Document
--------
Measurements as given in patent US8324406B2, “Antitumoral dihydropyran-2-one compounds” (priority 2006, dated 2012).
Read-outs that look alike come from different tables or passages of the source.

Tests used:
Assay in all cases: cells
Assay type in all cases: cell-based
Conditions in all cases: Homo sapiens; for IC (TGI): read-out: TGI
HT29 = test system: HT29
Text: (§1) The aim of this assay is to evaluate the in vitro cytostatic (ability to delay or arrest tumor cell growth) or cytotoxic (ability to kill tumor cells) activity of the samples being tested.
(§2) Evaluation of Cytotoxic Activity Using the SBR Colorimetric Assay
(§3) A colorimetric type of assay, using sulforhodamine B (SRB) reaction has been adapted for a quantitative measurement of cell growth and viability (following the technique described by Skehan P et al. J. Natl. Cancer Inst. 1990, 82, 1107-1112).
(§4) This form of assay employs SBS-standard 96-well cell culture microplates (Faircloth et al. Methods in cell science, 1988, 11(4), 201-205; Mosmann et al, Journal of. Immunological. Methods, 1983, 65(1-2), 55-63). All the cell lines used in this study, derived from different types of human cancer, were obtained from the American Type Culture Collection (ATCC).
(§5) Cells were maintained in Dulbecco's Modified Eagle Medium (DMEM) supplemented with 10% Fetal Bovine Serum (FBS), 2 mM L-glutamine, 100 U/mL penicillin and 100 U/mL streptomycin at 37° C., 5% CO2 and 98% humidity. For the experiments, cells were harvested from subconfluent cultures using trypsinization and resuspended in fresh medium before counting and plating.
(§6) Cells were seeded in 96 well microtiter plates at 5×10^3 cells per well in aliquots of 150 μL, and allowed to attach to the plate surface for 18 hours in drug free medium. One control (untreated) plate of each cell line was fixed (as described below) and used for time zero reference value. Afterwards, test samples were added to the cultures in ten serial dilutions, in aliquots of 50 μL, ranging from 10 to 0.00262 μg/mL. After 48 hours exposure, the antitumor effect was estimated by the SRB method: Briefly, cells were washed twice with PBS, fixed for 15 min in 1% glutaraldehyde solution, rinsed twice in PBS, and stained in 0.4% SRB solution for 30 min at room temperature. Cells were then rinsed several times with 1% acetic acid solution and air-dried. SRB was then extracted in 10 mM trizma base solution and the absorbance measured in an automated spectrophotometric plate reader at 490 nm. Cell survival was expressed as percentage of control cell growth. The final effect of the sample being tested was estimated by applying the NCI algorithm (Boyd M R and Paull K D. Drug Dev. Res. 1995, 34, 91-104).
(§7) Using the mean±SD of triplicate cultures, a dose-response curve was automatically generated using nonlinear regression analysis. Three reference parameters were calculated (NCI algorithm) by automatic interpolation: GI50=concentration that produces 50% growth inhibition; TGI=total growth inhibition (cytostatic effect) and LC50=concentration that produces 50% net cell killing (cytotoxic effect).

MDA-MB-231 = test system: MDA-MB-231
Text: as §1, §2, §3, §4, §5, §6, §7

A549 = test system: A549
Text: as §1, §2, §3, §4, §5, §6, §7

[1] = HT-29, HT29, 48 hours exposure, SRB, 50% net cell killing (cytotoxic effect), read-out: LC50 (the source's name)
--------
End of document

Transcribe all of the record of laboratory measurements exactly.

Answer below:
Measurements as given in patent US8324406B2, “Antitumoral dihydropyran-2-one compounds” (priority 2006, dated 2012).
Read-outs that look alike come from different tables or passages of the source.

Tests used:
Assay in all cases: cells
Assay type in all cases: cell-based
Conditions in all cases: Homo sapiens; for IC (TGI): read-out: TGI
HT29 = test system: HT29
Text: (§1) The aim of this assay is to evaluate the in vitro cytostatic (ability to delay or arrest tumor cell growth) or cytotoxic (ability to kill tumor cells) activity of the samples being tested.
(§2) Evaluation of Cytotoxic Activity Using the SBR Colorimetric Assay
(§3) A colorimetric type of assay, using sulforhodamine B (SRB) reaction has been adapted for a quantitative measurement of cell growth and viability (following the technique described by Skehan P et al. J. Natl. Cancer Inst. 1990, 82, 1107-1112).
(§4) This form of assay employs SBS-standard 96-well cell culture microplates (Faircloth et al. Methods in cell science, 1988, 11(4), 201-205; Mosmann et al, Journal of. Immunological. Methods, 1983, 65(1-2), 55-63). All the cell lines used in this study, derived from different types of human cancer, were obtained from the American Type Culture Collection (ATCC).
(§5) Cells were maintained in Dulbecco's Modified Eagle Medium (DMEM) supplemented with 10% Fetal Bovine Serum (FBS), 2 mM L-glutamine, 100 U/mL penicillin and 100 U/mL streptomycin at 37° C., 5% CO2 and 98% humidity. For the experiments, cells were harvested from subconfluent cultures using trypsinization and resuspended in fresh medium before counting and plating.
(§6) Cells were seeded in 96 well microtiter plates at 5×10^3 cells per well in aliquots of 150 μL, and allowed to attach to the plate surface for 18 hours in drug free medium. One control (untreated) plate of each cell line was fixed (as described below) and used for time zero reference value. Afterwards, test samples were added to the cultures in ten serial dilutions, in aliquots of 50 μL, ranging from 10 to 0.00262 μg/mL. After 48 hours exposure, the antitumor effect was estimated by the SRB method: Briefly, cells were washed twice with PBS, fixed for 15 min in 1% glutaraldehyde solution, rinsed twice in PBS, and stained in 0.4% SRB solution for 30 min at room temperature. Cells were then rinsed several times with 1% acetic acid solution and air-dried. SRB was then extracted in 10 mM trizma base solution and the absorbance measured in an automated spectrophotometric plate reader at 490 nm. Cell survival was expressed as percentage of control cell growth. The final effect of the sample being tested was estimated by applying the NCI algorithm (Boyd M R and Paull K D. Drug Dev. Res. 1995, 34, 91-104).
(§7) Using the mean±SD of triplicate cultures, a dose-response curve was automatically generated using nonlinear regression analysis. Three reference parameters were calculated (NCI algorithm) by automatic interpolation: GI50=concentration that produces 50% growth inhibition; TGI=total growth inhibition (cytostatic effect) and LC50=concentration that produces 50% net cell killing (cytotoxic effect).

MDA-MB-231 = test system: MDA-MB-231
Text: as §1, §2, §3, §4, §5, §6, §7

A549 = test system: A549
Text: as §1, §2, §3, §4, §5, §6, §7

[1] = HT-29, HT29, 48 hours exposure, SRB, 50% net cell killing (cytotoxic effect), read-out: LC50 (the source's name)